In a career spanning nearly four decades, vibraphonist Joe Locke conquered a high-ranking place among the most versatile mallet men in jazz. On his latest album, Subtle Disguise, he is edgier than ever, presenting two covers and seven original compositions, which are elevated to a superior dimension by the presence of exceptional colorists such as saxophonist David Binney and guitarists Adam Rogers and Raul Midón.
The eloquent saxman makes use of his complex phrasing to inundate "Red Cloud" with energy. The tune, named after the Oglala Sioux leader, bounces around with Samvel Sarkisyan's dynamic drumming and an anchorable ostinato shared by pianist Jim Ridl and the bandleader, who improvises with sophisticated swoops of melody and rhythmic sense.
Midón, equally efficient on vocals and guitar, is featured on both cover songs, Bob Dylan's "Who Killed Davey Moore?" and Blind Willie Johnson's "Motherless Child". While the former - a compound of funk, jazz, and R&B - is shaken by Lorin Cohen's slick bass conduction and vibrant solos from Locke, Ridl on Fender Rhodes, and Midón on acoustic guitar; the latter features Rogers improvising with bluesy feeling in accordance to the tune's gospel-blues essence. This flexible guitarist has the spotlight again on the title track, a triple rhythmic patterned song derived from an old Miles Davis' original, where he interacts with Locke by running phrases in parallel and slightly shifted in tempo, and eventually fascinates through a solo by way of final theme.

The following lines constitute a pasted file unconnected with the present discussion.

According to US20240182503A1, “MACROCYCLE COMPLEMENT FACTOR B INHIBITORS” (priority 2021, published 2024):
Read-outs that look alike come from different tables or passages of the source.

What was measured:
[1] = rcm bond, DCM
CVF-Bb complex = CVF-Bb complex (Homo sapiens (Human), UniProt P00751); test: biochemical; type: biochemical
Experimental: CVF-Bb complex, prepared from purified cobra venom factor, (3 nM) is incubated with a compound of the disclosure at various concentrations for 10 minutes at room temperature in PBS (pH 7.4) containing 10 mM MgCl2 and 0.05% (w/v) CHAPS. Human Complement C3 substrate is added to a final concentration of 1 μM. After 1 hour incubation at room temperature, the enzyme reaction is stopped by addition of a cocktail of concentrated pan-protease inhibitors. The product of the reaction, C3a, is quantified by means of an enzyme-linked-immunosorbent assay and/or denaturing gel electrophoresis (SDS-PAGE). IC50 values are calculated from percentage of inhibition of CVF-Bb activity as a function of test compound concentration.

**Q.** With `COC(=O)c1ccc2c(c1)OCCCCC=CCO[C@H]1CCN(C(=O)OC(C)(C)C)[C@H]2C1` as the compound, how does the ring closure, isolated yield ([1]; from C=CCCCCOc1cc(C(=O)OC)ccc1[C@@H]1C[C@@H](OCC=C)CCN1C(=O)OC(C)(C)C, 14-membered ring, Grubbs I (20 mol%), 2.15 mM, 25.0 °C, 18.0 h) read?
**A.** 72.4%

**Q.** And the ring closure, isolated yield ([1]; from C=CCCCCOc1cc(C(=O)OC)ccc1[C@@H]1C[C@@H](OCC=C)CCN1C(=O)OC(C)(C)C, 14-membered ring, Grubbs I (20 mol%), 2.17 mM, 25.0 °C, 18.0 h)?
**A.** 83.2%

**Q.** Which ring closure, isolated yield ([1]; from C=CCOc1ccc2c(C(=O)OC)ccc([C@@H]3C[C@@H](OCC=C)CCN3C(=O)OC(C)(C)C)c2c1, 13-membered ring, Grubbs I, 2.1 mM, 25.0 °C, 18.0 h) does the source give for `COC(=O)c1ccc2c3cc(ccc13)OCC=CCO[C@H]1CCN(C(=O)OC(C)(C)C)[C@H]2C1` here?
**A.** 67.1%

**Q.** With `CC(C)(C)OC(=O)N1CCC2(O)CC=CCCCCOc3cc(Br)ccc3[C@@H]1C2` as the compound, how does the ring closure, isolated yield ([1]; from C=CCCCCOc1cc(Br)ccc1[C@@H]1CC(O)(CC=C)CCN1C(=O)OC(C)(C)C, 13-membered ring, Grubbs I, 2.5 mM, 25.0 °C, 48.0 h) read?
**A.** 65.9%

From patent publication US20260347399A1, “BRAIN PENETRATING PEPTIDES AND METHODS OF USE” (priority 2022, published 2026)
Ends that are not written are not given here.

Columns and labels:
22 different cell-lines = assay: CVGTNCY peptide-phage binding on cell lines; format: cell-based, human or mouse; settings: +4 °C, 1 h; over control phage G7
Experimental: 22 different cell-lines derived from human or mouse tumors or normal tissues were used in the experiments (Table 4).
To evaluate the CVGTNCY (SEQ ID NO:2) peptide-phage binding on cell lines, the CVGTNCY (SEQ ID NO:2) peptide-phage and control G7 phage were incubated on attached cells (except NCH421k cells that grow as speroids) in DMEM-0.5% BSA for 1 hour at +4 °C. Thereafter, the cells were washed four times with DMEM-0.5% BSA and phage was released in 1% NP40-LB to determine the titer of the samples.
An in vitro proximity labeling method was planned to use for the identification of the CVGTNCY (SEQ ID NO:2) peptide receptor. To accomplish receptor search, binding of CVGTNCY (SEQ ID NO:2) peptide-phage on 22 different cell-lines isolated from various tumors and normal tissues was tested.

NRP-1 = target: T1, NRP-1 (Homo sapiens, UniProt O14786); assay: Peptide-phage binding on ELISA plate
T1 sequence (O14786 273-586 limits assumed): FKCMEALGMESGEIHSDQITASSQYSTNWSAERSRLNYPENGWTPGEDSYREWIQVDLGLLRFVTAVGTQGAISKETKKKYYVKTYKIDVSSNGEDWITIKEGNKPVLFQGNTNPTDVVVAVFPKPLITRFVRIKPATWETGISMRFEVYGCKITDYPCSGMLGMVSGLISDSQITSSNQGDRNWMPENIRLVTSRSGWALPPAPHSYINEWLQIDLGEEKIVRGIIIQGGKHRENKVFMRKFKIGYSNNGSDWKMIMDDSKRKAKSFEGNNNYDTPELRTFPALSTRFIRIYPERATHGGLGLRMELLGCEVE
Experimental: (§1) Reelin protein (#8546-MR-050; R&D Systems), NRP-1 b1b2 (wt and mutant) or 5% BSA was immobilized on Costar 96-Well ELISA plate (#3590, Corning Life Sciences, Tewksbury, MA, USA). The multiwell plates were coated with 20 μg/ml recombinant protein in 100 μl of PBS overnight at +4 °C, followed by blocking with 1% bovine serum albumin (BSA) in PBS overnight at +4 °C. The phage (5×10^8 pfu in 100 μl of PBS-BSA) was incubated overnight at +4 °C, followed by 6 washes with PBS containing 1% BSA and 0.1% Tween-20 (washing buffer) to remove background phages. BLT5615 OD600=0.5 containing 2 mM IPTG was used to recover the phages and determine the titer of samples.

The sweet-tempered "Make Me Feel Like It's Raining" is devoted to the late master vibist Bobby Hutcherson, and has its vocal version on "A Little More Each Day", which features Locke on piano and Russian-born singer Alina Engibaryan in a Stevie Wonder-esque style.
There is also a couple of jazz churners well worthy of mention: "Rogues of America", whose obvious political connotations find expression in a sparkling rhythm that underpins effusive solos - including Binney, who starts by dancing neurotically on top of a percussion-only tapestry; and "Blondie Roundabout", a crossover jazz number that borrows part of its intensity from the rock genre.
Locke's lavishly textured compositions, often associated with imaginative post-bop trajectories, get to the top whenever its round edges are bent by contrasting stimuli. This is how the fiery lineup of special guests on this album brings extra flavor to the vibraphonist's sweeping contemporary technique.